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Christopher Firmstone: From Power to Tower

by Brian Thompson October 14, 2012

Christopher Firmstone: From Power to Tower

 

Christopher Firmstone: From Power to Tower

This exhibition ran from 17th October - 11th November 2012 at the Millinery Works Gallery. Click here to see more of his works. 

Art Powerhouse, acrylic on paper, 2010, 27.5 x 38cm

Foreword 

by Richard Ormond

In his latest exhibition Christopher Firmstone presents us with a vision of London whose linking theme is the river, its buildings, its bridges and its people. Sketchbook in hand he stalks his quarry, capturing features that have caught his eye and his imagination, and then working them up from the drawing. He is not recording famous views per se, rather abstracting from the wealth of architecture around him certain angles and combinations, sometimes off-beat and quizzical, that create a picture in his mind. He likes what he calls ‘the strange, the unexpected, the weirdness of the ordinary’. The first impression is all-important to him, then follows the process of analysis and refinement before he begins to realize the subject in terms of paint.

Modern buildings and bridges predominate in his work, largely because of their satisfying shapes and clarity of form. He plays mass and silhouette against river and sky, the man-made sandwiched between the elements of nature. The Shard, the Gherkin, City Hall, the London Eye, the Millennium Bridge, the Dome, all make an appearance in his pictures. He is not, however, a hardened modernist. There is a wonderful full-on view of Tower Bridge where the artist contrasts its dark structures with the void of the sky. Battersea Power Station appears at sunset like some fabulous ruined castle, with the light shining through its empty windows. The great Dome of St Paul’s looms up at the end of a vista along Millennium Bridge.

 On the Millenium Bridge, graphite on paper, 27.5 x 38cm, 2011

 Heading back to the City, acrylic on paper, 2011, 27.5 x 38 cm

There are signature motifs in Firmstone’s work, the single standing lamppost, slender cranes against the sky, the cat’s cradling of Millennium Bridge, the suspension wires of the modern walk-ways on Hungerford Bridge. Such intricate details give life and wit to his work. Occasionally he really lets himself go, and the results are liberating: giddying views upwards of the London Eye seen through a blizzard of greenery; ship, gangway and river melting into each other in a surreal view of ‘Tattershall Castle’; desolate timbers in the shallows of the river reading as a sequence of abstract shapes. Pictures like this suggest a strain of experiment and a developing vision in Firmstone’s approach to art.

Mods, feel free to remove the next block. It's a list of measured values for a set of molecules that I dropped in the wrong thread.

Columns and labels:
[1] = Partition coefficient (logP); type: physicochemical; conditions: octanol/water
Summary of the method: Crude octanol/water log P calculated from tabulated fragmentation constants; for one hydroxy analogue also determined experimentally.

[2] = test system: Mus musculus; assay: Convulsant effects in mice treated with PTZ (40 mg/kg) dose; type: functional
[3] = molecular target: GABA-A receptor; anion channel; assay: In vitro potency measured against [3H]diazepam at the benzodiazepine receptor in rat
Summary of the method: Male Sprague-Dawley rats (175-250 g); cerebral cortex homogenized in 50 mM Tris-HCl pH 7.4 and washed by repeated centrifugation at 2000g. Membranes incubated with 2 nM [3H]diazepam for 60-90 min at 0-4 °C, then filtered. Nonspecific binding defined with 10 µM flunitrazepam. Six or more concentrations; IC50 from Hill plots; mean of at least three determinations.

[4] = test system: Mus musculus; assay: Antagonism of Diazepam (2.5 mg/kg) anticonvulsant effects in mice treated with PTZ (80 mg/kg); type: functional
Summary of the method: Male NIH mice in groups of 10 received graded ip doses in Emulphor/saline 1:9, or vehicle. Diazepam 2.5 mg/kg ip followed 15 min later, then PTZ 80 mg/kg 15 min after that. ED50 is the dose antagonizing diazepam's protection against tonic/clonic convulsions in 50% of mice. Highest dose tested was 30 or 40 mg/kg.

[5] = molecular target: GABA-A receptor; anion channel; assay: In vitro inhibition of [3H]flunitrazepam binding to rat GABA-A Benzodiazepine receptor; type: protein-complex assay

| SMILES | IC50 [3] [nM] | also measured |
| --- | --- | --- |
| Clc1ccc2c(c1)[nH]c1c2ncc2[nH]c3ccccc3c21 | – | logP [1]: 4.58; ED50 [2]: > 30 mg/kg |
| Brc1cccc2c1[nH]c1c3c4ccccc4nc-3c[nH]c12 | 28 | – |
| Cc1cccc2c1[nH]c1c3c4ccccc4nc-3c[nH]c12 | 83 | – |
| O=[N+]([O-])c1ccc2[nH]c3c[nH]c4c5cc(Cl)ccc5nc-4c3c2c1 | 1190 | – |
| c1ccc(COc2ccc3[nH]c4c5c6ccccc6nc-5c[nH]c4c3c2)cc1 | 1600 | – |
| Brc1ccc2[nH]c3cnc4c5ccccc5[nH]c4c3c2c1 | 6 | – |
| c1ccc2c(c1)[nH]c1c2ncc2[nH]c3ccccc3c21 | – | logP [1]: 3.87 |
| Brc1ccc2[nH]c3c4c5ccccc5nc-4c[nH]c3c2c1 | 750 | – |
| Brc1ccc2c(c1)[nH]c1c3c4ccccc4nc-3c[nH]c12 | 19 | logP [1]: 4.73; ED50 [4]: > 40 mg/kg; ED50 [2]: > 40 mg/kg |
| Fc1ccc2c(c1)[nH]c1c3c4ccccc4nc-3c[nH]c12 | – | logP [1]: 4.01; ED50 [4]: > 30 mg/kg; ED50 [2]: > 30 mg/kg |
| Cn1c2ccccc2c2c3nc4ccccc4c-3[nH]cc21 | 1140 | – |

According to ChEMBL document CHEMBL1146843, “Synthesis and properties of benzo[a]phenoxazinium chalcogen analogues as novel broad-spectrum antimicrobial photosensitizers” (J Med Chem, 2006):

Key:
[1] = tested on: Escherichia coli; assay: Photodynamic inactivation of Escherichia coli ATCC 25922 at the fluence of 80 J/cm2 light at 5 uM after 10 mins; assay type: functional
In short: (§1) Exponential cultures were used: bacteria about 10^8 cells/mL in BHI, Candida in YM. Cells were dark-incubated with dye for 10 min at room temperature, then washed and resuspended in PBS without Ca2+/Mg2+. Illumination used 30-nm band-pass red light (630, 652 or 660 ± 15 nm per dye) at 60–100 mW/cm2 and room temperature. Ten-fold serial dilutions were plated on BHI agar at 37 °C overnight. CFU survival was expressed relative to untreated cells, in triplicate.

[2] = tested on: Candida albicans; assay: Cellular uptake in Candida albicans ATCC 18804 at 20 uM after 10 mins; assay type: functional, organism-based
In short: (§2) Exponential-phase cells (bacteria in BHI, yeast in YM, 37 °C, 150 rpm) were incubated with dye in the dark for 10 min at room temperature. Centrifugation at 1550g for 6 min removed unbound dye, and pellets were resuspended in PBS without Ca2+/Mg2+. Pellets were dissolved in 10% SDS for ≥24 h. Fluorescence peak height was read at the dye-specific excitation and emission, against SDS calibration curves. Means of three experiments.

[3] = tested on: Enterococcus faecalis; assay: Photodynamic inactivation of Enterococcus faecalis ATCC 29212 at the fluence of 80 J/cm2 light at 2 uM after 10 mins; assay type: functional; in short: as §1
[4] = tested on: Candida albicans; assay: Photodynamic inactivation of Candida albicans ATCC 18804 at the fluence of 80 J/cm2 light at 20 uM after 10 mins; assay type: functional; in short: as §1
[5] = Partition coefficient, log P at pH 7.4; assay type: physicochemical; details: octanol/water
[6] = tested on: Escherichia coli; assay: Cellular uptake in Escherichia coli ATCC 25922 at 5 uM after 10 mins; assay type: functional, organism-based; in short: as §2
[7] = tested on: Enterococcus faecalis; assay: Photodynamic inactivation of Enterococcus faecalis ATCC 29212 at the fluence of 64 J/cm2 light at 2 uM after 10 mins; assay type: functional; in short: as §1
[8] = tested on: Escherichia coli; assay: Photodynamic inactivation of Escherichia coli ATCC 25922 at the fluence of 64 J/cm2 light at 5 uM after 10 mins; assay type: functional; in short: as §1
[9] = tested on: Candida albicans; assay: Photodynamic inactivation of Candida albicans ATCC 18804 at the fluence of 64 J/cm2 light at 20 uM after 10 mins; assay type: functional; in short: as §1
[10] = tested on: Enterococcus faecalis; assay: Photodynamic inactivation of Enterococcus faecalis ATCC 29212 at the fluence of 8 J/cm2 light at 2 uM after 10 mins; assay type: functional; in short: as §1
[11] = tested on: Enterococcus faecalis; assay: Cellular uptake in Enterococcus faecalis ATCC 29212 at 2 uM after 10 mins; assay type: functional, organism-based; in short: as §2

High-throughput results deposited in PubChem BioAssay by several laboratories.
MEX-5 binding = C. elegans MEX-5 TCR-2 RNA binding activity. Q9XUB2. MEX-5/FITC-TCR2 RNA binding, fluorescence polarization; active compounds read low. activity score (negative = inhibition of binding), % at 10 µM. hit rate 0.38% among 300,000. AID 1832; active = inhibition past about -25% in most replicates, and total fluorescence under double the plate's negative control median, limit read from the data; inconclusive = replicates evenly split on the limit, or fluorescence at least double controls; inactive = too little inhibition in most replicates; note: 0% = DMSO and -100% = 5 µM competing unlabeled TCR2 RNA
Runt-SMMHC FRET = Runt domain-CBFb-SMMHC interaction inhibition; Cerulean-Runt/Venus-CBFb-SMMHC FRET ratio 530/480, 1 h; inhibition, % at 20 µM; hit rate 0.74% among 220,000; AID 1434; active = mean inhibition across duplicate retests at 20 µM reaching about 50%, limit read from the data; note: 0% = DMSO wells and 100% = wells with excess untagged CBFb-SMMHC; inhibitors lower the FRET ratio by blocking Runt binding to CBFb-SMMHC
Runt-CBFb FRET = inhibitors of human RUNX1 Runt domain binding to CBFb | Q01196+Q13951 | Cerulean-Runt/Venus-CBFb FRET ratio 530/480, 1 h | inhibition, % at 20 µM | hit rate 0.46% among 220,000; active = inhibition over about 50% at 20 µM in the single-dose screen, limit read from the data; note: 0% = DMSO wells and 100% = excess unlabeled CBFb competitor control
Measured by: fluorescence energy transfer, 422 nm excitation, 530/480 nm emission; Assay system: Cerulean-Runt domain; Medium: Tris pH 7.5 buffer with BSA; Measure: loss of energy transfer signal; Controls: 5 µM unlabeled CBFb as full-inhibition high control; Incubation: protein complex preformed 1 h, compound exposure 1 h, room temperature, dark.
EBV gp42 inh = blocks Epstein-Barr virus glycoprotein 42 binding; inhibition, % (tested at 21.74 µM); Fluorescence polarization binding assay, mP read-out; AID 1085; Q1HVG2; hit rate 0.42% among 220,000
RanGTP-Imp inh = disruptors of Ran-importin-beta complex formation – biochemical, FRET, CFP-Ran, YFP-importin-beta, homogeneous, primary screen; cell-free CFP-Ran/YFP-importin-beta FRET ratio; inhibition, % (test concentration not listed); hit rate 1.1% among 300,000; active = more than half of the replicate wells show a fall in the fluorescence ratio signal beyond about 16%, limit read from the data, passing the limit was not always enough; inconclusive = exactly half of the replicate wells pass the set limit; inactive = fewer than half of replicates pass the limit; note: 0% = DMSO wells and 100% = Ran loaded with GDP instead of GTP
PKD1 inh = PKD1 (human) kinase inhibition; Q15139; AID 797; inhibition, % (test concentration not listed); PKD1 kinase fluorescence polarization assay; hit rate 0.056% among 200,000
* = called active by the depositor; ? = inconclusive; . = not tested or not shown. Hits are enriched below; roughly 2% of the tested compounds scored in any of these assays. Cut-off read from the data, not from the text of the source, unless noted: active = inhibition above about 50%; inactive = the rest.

His architectural background gives him an innate sense of form and structure. His buildings and bridges have a powerful physical presence, but he is a painter first and foremost not an architectural draughtsman. He captures not just the shape but the feel of things, the atmosphere of the Thames at particular moments of time, the spectacle of great buildings under specific weather conditions, the play of light, the flow of the river, the sweep of the sky, the pulse of the city. His palette is cool and mute in line with the London weather, blacks and greys for the buildings, except where they reflect the river and the sky, pearly grey and yellow for skies, soft grey-blues and greens for the water, occasionally a burst of sunset pink and orange.

Firmstone paints in acrylic on cartridge paper on the scale of A2 and A3. Occasionally he goes larger. While his pictures are worked up from compositional drawings made on site, he is no slave to his original conception. When it comes to the painting the brush takes over and all kinds of modulations and spontaneous effects occur. He is an intuitive painter whose pleasure in painting is readily apparent. There is nothing timid in his handling, the pictures are broadly brushed in and richly textured, and as a result they take on an immediacy and vitality of their own. Surfaces break up as the brush is dragged across, pigment is built up with the palette knife or dissolved with the sponge. Sometimes you get the feeling that, like a sculptor, he is chipping away at the paint rather than building it up. It is through this painterliness that the artist avoids the banality of the literal and creates art that is visually exciting and emotionally satisfying.

The City must be served at all times, acrylic on paper, 2012, 39 x 54cm

A few years ago Christopher Firmstone did a series of pictures of the New York scene that were original and unhackneyed. He has now done the same for London, revealing a vision of the city that relies on his observant eye and sense of place, without obvious borrowings from earlier artists. He remains very much his own man.

Richard Ormond

Highgate, July 2012

 

 




Brian Thompson
Brian Thompson

Author




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